The game's setting and storyline are remarkably similar to Batman's Gotham city. You are Nightshade, a mysterious superhero wannabe clad in a raincoat and fedora, on a quest to bring the evil Sutekh to justice for killing Vortex, the town's resident superhero. Sutekh is planning to obtain the 4 artifacts of power which would give him the power to (of course) control the world, and is accumulating a huge gang of super-villains for this purpose. The game begins after you get captured by Sutekh, tied to a chair with a bomb underneath. After you manage to escape, the real game begins.
Similar to classic LucasArts adventures, you will spend most of your time in Nightshade exploring the city, talking to NPCs, and solving puzzles. The interface is much better than the point-and-click interface of Maniac Mansion - because while it's very easy to point-and-click with your mouse on PC, on the console gamepad it's troublesome. Nightshade solves the problem quite elegantly by using a menu-based system. Pressing the SELECT button brings up the action menu, from which you can select verbs like use, examine, take, talk, etc. When you come across an enemy, the game shifts to a 2D fighting mode, where you can jump, punch, and kick your way through.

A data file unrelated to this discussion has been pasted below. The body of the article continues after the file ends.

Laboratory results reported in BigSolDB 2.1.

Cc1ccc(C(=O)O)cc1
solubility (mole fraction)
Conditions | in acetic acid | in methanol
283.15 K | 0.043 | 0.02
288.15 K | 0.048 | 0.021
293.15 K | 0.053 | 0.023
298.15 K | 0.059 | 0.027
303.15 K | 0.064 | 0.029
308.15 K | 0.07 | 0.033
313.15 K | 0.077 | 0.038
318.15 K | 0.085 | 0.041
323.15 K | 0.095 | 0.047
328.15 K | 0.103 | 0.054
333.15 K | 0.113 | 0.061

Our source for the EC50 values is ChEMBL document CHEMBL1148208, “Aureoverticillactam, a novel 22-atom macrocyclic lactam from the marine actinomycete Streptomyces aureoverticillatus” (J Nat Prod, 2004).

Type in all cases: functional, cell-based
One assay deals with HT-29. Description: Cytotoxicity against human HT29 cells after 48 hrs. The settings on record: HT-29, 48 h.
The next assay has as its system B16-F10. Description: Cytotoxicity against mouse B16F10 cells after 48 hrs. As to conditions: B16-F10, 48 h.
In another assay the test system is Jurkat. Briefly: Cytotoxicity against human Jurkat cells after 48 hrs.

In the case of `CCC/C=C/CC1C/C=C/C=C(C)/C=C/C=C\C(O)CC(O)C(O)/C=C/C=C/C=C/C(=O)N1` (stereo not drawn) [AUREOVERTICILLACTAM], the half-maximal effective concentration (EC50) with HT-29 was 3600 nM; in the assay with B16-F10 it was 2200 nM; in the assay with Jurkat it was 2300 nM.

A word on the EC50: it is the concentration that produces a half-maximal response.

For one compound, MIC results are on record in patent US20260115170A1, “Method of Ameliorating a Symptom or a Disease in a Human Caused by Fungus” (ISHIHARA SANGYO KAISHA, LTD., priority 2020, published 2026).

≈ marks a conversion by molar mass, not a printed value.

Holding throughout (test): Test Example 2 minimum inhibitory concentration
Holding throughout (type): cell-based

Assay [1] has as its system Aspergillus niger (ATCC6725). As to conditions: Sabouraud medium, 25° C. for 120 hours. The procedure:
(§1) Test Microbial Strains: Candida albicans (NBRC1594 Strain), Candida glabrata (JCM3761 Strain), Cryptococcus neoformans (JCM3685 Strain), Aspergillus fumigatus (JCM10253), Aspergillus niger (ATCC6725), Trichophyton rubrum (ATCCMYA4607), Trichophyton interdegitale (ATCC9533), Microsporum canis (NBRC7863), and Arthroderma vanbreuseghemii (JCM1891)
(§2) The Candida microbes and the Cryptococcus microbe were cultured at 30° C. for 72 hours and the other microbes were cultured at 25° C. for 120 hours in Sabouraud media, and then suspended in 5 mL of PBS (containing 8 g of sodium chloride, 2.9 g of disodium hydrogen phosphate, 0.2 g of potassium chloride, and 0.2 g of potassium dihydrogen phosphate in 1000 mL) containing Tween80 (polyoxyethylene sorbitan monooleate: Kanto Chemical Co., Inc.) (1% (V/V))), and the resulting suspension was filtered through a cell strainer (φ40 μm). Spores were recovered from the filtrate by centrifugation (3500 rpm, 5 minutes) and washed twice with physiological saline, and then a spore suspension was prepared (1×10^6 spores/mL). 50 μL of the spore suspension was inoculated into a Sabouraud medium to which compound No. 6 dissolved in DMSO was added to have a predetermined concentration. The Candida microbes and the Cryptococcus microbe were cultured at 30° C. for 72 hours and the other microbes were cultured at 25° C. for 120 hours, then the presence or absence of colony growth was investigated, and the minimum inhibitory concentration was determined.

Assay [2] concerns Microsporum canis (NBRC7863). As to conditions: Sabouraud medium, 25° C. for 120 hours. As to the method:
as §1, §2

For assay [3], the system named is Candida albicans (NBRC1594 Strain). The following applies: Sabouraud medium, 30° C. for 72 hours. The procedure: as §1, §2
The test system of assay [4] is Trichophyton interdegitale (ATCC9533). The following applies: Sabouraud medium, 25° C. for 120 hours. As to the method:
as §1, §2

The game has many nice and unique gameplay elements. For starter, you don't start out being a famous superhero - you have to work your way towards that, by gaining popularity. The more heroic deeds you perform, the more will your Popularity Meter rise, and the more superhero abilities will you gain. Likewise, your popularity will drop if you fail in these tasks. Popularity is integral to the story, because some people won't talk to you until you are popular enough. You start by performing such mundane tasks as rescuing lost kittens, but you will soon get to rescuing maidens from burning buildings (in an obvious spoof of King Kong), and more heroic deeds. Once you get popular enough, you can take on Sutekh's Super Villain henchmen. Each time you defeat one of these, you will collect a Scarab Key. Once all the Scarab Keys have been obtained, you will be able to infiltrate Sutekh's underground lair for the final showdown.